Write Content Security Policy-Compatible Code

Learning Objectives

After completing this unit, you’ll be able to:

  • Define what makes code CSP compatible.
  • Explain how CSP helps prevent attacks through the browser.
  • List how CSP protects against three types of attacks.

What Is CSP?

CSP is a computer security standard intended to help web designers and server administrators specify how content interacts on their websites. CSP helps mitigate and detect certain types of attacks, such as cross-site scripting (XSS), clickjacking, and other code injection attacks, resulting from execution of malicious content in the trusted web page context. 

CSP provides a standard method for website owners to declare approved origins of content that browsers are allowed to load on that website. Covered content types include JavaScript, CSS, HTML frames, web workers, fonts, images, embeddable objects such as Java applets, ActiveX, audio and video files, and other HTML5 features. CSP is a set of security rules maintained by the World Wide Web Consortium (W3C) and is implemented in all major web browsers.

Why It's Important to Implement CSP

The Salesforce CSP policies are designed to help protect your applications and the data of your organization. While it may take some refactoring to make sure that your LWC applications are compatible with Salesforce's CSP policies, doing so will protect your applications and the data of your organization. 

Salesforce has carefully audited our set of CSP policies to provide maximum security and to give developers freedom to build on our platform. Our CSP policies rely on Salesforce technologies such as LWC, Apex, Salesforce Lightning Design System, and others. 

Implementing CSP as a configuration best practice means you stay in the loop as Salesforce works progressively to tighten CSP policies and add security measures that can be implemented inside of the Salesforce browser client.

How CSP Is Implemented in Salesforce

Blocking Inline Script

As part of our CSP implementation, LWC applications inside of Salesforce are blocked from loading an inline script, or calling a script from a template error or event handler. The LWC compiler will also reject attempts at including an inline script in Salesforce. This is intentional, because it is effective at blocking common XSS attacks.

Note the following JavaScript loads an inline script that is not blocked in any way. This example takes place outside of the Salesforce ecosystem.

   const url = “https://safe-cdn.com/myScript.js”
   loadScript(url, function() {

In the next example, which uses LWC and the Salesforce ecosystem, note that the LWC compiler blocks an inline script from compiling.

Editing pane on left showing script code. Preview pane on right showing an error message that there is a forbidden tag in the code.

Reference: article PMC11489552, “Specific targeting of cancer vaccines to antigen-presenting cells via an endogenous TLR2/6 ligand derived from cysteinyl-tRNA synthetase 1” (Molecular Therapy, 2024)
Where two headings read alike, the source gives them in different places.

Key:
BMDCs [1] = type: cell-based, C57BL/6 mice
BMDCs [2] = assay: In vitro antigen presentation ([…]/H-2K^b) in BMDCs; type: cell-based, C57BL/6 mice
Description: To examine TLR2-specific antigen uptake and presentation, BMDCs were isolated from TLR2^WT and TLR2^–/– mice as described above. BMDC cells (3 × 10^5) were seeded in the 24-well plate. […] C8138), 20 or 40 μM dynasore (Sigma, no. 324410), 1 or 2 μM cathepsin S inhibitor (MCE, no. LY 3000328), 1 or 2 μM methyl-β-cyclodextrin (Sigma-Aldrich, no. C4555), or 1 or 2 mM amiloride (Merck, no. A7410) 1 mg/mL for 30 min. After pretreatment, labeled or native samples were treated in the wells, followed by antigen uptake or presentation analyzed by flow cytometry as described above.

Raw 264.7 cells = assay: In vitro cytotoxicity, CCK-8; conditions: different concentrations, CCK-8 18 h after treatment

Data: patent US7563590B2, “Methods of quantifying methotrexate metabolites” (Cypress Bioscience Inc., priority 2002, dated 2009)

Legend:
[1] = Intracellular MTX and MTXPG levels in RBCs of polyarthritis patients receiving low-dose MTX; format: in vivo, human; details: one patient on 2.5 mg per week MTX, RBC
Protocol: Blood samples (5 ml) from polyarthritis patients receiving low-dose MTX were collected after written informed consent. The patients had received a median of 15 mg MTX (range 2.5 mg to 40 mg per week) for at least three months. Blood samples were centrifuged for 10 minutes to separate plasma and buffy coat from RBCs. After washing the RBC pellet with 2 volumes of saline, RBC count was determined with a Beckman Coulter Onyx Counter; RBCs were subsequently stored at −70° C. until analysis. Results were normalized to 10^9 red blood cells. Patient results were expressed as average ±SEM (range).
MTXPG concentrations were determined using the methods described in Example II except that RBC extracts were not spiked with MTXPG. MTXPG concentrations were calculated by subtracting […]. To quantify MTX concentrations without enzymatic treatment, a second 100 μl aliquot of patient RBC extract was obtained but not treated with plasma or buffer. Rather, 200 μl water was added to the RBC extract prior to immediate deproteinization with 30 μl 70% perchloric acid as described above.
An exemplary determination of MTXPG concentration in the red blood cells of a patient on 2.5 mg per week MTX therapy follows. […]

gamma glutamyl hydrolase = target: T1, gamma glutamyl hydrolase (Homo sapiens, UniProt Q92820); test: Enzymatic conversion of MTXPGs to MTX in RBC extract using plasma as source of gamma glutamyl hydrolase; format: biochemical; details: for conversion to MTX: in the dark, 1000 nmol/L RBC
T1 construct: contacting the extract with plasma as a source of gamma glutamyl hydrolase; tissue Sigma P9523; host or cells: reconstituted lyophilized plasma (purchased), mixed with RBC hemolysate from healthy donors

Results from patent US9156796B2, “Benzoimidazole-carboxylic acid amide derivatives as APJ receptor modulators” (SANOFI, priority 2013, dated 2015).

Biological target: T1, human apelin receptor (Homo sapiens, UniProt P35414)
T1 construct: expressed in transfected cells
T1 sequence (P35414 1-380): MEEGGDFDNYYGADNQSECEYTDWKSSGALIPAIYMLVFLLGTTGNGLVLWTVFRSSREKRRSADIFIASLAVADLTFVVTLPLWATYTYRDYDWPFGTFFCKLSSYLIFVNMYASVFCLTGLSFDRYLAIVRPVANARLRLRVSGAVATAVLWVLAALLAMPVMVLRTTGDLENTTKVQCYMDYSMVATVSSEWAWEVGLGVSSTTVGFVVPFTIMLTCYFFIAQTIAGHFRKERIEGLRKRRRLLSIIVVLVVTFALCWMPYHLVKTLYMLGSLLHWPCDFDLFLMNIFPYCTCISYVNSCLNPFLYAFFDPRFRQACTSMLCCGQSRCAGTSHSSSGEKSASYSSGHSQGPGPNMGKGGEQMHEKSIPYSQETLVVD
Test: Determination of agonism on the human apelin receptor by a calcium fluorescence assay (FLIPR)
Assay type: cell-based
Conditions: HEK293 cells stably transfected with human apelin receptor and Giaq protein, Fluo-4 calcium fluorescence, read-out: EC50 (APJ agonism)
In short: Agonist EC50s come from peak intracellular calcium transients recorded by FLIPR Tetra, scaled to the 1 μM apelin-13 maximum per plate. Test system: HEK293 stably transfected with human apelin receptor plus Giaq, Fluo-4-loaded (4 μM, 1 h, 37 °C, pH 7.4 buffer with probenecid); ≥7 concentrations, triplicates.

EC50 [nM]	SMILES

Filtering a Dynamic Script

To aid developers with building complex applications on the Salesforce ecosystem, dynamic script evaluation through eval() is enabled.

To make sure that you and other LWC application developers can make use of eval() when needed without worrying about its abuse leading to security risks, Salesforce has configured the platform so that when eval() is called in an LWC application, it is run through Locker’s SecureEval() function. This scopes the context of the script to the current namespace sandbox. Here is a sample of how this code works.

renderedCallback() {
   const str = document.querySelector(‘.title’).innerText = “test”;

Add Third-Party APIs to Allowlist

In order to add third-party APIs to an allowlist, you must first add them to CSP Trusted Sites. This option can be found under Setup in your Salesforce org.

You can use CSP Trusted Sites to add an API’s URL to the following CSP directives:
connect-src, frame-src, img-src, style-src, font-src, media-src.

screenshot of the CSP Trusted Sites Setup page.

Securely Load External Scripts

Salesforce CSP protocols mean that even if you add a third-party URL to the CSP Trusted Sites allowlist, JavaScript files cannot be executed from that URL. 

In Salesforce, third-party JavaScript files can be loaded only from static resources. This prevents the third-party script maintainers from tampering with a script, because URLs only reference locations and do not reference script content. This prevents duplicate scripts from being loaded on the same page. 

Now that you understand how important client-side security development is to the security of your applications, you can take the appropriate steps to secure your development and protect your customers and data. Next, we take a look at how to do the same on the server side. 


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